“World Class Customer Service” – The fundamentals in 7 easy (cranky) rules

425540_healthy_communication1Friend of mine who has recently become director of operations at a hardware/web 2.0 company (yep, pretty exotic), put out a request asking for recommendations for building a world class customer service organization. Good for him!

So, how do you build world class customer service? As a business person who watches customer service behaviors and cultures closely, I like to collect customer service stories that are both good and bad. For me, the fundamentals of customer service are pretty simple:

1) Give me an easy way to resolve issues quickly and fairly.

This means your website and your phone tree had better be well organized and direct me to someone who can actually help me. That isn’t too much to ask and it isn’t brain surgery.

Try using the tools and processes that you supply to your clients and see if you like them. Ask your family to use them and watch what happens. Ask your mother, aunt, or grandmother to use them and see how it goes. If it doesn’t work, fix it promptly and re-test regularly.

Respect your customer, and they will respect your product and your company.


2) Acknowledge my communications and track them.

Knowing that my communications have been entered into a system, are being tracked with a ticket number, and are going to have to be resolved by somebody at some point, gives me confidence that I’m not being ignored or mis-directed, both of which are common big company customer service behaviors.

Preferably, you’ll have both good on-line helpdesk tools, and an integrated telephone helpdesk system as well. Don’t create two completely separate systems. Why waste the money and time? Create one system and track everything through that system.

The best companies all do this. They have systems to track your ticket, they have complete transparency regarding the assignment and status of the ticket, and they have a set process by which the ticket must be resolved before it can be closed. This isn’t rocket science.

Ticketing systems don’t make every interaction go smoothly, but they do go a long way towards establishing a minimal level of professionalism and trust, which is the first step towards good customer service.

3) Don’t make me talk to people who have no knowledge before letting me talk to the people who do have some knowledge.

Putting peons on the front line to serve as cannon fodder is just disgraceful. Put every customer service rep through enough training that they can answer 95% of the calls authoritatively, effectively and quickly.

Don’t let people answer the phone who probably know a lot less about your product, service or business than I do as an average buyer. That’s just embarrassing.

4) When I’ve got a complaint, don’t make me talk to people who don’t have the authority to fix it.

Putting up a smokescreen of agents for whom the problem “isn’t their department” may be effective in keeping lots of your customer’s money, but it also ensures that I’ll never knowingly or voluntarily buy from you again.

If you’re the local monopoly, you’re more likely to pull this kind of ugly stunt. Consumers remember and when the vote comes around for destruction of the monopoly, guess which way we’re going to vote?

Let yourself get a good, guilt-free night’s sleep and don’t pull this kind of prank on your customers. When I’ve got a complaint, put me on the phone with a person who has the power to negotiate a solution, quickly and fairly.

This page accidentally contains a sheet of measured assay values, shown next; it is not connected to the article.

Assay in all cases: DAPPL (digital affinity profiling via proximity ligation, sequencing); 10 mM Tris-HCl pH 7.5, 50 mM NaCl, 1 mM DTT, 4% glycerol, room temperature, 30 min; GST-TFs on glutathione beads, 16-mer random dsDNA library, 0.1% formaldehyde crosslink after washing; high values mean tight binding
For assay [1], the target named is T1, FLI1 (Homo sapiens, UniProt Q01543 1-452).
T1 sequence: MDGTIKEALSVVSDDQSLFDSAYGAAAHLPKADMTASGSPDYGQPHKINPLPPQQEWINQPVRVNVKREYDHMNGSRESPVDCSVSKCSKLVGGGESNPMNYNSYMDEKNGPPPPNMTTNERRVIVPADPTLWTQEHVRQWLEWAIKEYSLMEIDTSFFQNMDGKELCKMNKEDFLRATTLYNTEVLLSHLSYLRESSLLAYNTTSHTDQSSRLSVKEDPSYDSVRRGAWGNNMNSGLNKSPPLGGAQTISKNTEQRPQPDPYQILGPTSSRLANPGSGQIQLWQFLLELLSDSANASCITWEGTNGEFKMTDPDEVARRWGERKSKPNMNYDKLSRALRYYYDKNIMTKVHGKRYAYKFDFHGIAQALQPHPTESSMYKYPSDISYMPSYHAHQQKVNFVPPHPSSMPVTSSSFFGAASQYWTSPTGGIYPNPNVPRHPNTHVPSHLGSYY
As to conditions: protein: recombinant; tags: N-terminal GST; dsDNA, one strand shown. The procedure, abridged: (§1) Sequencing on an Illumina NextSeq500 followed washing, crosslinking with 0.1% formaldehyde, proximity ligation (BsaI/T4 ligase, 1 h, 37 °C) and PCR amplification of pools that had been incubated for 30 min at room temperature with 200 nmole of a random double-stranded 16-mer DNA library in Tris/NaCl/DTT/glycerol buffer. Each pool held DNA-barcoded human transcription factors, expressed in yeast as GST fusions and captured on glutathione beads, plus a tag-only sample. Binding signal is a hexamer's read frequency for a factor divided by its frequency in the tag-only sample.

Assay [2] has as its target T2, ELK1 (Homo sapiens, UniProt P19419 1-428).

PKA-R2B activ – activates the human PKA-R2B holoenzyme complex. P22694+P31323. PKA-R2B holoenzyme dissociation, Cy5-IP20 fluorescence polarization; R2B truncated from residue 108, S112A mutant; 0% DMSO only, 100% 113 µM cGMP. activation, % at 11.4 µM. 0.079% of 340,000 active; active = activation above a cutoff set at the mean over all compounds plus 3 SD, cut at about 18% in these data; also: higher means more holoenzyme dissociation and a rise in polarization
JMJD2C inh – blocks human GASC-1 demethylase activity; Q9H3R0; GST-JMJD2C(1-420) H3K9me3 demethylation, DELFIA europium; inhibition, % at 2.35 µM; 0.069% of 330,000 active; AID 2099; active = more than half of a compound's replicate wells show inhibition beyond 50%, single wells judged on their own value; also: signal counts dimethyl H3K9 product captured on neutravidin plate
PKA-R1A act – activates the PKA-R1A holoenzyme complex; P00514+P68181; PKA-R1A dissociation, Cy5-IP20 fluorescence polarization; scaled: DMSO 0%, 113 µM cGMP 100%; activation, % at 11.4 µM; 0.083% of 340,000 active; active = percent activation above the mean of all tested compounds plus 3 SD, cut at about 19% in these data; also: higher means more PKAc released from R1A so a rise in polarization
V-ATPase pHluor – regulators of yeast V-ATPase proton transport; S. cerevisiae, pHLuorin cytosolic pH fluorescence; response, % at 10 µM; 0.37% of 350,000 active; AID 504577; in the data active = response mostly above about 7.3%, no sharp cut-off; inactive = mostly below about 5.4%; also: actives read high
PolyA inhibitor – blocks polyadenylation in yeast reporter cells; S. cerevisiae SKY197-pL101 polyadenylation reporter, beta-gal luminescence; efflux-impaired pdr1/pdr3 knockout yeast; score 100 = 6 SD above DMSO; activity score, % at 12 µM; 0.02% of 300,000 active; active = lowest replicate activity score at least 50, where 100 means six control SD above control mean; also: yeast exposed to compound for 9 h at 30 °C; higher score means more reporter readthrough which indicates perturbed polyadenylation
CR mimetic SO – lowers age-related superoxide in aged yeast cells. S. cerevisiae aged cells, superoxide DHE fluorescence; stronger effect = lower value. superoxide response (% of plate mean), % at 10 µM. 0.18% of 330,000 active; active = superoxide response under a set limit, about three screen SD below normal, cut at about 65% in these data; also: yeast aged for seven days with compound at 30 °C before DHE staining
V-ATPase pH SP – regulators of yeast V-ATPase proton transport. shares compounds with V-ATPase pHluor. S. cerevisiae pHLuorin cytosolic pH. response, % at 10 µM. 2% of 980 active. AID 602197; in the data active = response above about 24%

5) Document your product thoroughly and continuously.

First, document like crazy. Some users, particularly important “influencers” who are likely to write and talk about your product and your company, know surprisingly large amounts about your market and your product.

Your documentation needs to be satisfactory to the knowledgeable influencer. That’s a tall order, but you’ve got complete control over whether it happens. You just have to do the work.

And new problems and uses for your product or service come up each week. Add new documentation. The web makes this easy. Why wouldn’t you continuously document how to use your product or service?

And please, please, provide both a “quick guide” on your product or service, and the in-depth video as well. Don’t just do the videos. They’re nice, but I hate wading through quarter-hour videos just to figure out what one stupid little option does in the settings in your software or on your device. My question could be answered in a sentence. Please do.

6) Don’t make me re-describe my request for help all over again every time I call.

This is kid stuff. Don’t do it. When I call the first time, get a good description of the problem, punch it into my ticket in your system, and don’t ever lose it.

Telling me that “the dog ate my helpdesk ticket” and making me re-describe the problem every time I call is just amateur.

7) Don’t make me talk to a new, random person each time I call.

God gave telephones extensions for a reason. Use them.

I don’t mind having to wait a few minutes while an agent finishes another call, if I can talk to the same person again. Familiarity with my problem – even if they can’t figure out how to solve it yet – creates trust. Companies need that trust from their customers in order to thrive. Do everything you can to build it.

Need help with your business? Contact JumpPhase.com

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This blog is dedicated to providing advice, tools and encouragement from one entrepreneur to another. I want to keep this practical and accessible for the new entrepreneur while also providing enough sophistication and depth to prove useful to the successful serial entrepreneur. My target rests somewhere between the garage and the board room, where the work gets done and the hockey stick emerges.

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